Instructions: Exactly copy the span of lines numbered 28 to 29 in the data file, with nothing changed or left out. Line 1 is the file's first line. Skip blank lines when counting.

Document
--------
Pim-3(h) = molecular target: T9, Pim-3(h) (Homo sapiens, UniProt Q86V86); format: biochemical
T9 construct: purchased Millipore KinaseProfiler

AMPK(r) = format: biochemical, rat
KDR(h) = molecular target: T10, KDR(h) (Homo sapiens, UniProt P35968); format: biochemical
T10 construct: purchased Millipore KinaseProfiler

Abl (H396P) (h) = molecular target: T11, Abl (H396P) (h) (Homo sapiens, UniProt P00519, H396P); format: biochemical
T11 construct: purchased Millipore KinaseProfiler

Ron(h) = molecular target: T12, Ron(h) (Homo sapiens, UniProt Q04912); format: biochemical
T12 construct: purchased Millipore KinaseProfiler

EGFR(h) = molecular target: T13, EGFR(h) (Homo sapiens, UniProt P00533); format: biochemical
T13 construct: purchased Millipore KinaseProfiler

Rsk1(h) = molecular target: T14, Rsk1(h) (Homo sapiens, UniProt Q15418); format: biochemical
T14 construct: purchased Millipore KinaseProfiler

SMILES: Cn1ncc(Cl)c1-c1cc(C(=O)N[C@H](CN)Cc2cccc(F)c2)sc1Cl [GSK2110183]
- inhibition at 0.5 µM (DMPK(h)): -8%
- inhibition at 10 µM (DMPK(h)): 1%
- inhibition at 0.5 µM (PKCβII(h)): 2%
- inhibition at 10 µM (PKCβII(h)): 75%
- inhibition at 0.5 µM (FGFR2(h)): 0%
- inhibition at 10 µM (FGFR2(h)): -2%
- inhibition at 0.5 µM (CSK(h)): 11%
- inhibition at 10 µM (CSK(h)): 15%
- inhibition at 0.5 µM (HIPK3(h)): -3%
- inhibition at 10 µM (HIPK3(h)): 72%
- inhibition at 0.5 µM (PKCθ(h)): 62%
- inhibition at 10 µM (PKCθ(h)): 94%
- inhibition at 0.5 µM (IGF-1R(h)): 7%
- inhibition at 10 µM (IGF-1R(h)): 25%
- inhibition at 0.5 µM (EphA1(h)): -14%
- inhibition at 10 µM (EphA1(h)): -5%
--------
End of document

- inhibition at 10 µM (IGF-1R(h)): 25%
- inhibition at 0.5 µM (EphA1(h)): -14%